Today I had the privilege to speak to the MDTA teachers's about using Garageband. It was a great opportunity as it made me brush up on my own knowledge and use of the program, and it took me outside of my comfort zone which is always a good thing. We went over various aspects of Garageband from the very basics like recording audio tracks to creating music for movies. The teachers responded well to the tutorial and by the end were able to use the basic functions of Garageband with some degree of confidence. It was great for my teaching practise to experience pithing things to adults. Initially it was a bit daunting knowing I was tutoring fellow teachers however once I got into the swing of things it was really enjoyable. Thanks Dorothy Burt for the opportunity.

Thursday, 11 August 2016

Increasing reading engagement - Term 3 inquiry



This term my wondering has been "How can I increase the reading engagement of learners".  I was finding my children would read because they 'had to' to complete a task  However many didn't enjoy reading. My goal was to introduce my learners to the joy of reading. To do this I tried a couple of approaches.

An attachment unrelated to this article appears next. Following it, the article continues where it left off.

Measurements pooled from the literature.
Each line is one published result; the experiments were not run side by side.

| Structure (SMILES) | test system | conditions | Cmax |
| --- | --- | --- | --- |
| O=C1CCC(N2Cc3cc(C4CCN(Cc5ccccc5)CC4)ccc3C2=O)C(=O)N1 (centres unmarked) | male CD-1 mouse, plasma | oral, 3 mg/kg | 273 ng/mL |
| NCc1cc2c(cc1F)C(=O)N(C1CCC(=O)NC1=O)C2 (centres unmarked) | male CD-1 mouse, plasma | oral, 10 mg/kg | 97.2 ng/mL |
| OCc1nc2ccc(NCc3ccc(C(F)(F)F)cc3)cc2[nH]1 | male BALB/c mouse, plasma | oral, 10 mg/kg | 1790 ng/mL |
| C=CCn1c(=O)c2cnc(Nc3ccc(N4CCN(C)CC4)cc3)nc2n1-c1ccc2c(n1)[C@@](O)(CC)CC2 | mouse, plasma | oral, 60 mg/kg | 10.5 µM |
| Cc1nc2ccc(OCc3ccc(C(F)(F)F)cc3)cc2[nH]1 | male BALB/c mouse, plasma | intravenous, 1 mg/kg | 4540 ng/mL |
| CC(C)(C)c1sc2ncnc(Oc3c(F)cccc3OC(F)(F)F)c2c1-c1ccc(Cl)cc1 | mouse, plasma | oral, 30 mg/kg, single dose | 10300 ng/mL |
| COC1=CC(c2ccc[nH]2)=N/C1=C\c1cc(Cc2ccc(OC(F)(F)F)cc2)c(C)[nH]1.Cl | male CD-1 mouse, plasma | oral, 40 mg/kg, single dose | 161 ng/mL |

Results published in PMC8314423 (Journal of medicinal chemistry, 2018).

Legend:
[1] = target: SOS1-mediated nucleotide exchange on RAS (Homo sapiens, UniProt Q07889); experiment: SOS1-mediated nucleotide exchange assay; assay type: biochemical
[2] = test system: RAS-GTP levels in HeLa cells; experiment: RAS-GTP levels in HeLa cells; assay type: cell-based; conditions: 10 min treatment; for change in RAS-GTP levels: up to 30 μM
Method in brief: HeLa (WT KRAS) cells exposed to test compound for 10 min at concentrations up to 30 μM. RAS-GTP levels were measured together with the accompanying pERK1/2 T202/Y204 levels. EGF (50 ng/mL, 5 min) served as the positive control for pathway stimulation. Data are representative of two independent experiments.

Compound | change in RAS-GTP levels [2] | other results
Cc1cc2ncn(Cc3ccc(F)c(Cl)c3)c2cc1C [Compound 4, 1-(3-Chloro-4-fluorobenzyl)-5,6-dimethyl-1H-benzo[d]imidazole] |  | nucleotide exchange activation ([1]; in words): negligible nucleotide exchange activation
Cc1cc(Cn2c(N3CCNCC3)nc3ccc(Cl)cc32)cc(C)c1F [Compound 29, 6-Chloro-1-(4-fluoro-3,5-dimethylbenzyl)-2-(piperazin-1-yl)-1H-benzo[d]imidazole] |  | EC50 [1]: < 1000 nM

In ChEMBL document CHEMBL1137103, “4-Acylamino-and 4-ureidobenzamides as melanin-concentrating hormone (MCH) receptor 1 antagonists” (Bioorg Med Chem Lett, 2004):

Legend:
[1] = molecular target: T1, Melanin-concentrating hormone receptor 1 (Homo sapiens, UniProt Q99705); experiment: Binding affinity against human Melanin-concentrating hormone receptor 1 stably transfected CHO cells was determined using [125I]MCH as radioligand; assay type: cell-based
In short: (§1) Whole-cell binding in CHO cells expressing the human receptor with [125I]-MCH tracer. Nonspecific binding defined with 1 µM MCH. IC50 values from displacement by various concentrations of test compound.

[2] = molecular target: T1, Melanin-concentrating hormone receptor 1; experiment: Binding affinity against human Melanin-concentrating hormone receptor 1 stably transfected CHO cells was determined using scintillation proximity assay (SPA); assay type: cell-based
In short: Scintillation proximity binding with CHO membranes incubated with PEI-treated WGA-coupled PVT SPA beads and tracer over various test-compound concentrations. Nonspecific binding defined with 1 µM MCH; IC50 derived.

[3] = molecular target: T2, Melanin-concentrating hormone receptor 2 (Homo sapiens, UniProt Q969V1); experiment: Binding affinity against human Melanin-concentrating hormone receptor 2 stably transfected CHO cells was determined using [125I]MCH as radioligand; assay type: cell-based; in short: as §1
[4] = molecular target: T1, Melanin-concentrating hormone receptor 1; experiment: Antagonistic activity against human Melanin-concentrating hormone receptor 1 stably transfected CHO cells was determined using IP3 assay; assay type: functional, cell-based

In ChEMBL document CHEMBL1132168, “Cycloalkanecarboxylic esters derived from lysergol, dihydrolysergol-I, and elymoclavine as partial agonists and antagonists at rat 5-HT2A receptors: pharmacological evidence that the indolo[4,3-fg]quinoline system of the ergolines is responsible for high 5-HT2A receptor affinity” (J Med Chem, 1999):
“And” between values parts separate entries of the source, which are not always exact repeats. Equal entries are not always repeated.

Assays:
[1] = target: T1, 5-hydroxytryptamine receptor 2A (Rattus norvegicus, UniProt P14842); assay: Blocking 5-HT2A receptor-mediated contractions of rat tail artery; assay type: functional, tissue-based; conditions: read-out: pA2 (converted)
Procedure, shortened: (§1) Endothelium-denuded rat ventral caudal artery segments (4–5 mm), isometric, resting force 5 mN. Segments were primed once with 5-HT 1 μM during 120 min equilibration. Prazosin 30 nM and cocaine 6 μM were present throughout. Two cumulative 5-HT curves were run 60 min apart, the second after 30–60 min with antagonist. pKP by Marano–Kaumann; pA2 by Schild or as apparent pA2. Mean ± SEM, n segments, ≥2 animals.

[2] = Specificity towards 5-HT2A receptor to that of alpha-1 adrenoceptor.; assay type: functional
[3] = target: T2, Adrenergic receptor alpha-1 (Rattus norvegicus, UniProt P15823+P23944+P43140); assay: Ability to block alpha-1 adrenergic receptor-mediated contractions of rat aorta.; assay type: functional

1 - I introduced 'reading for recreation' activity which was a part of the learners weekly literacy program. Students Selected there book of choice from the library and the goal was to get through it by the end of the term. I bought some nice big cushions (which were actually dog beds) and made a comfortable reading corner for the students to relax and read in. I also provided some ear muffs so they could read in piece.

2 -  I started reading more frequently to the children, this was to show them that books aren't all 'boring' like some thought. We read through Roald Dahl's BFG and coincidentally by the time we had finished the BFG movie was released and we all went to see it. We had some great conversations after seeing the movie with many of the children saying they enjoyed the book better as there was more detail.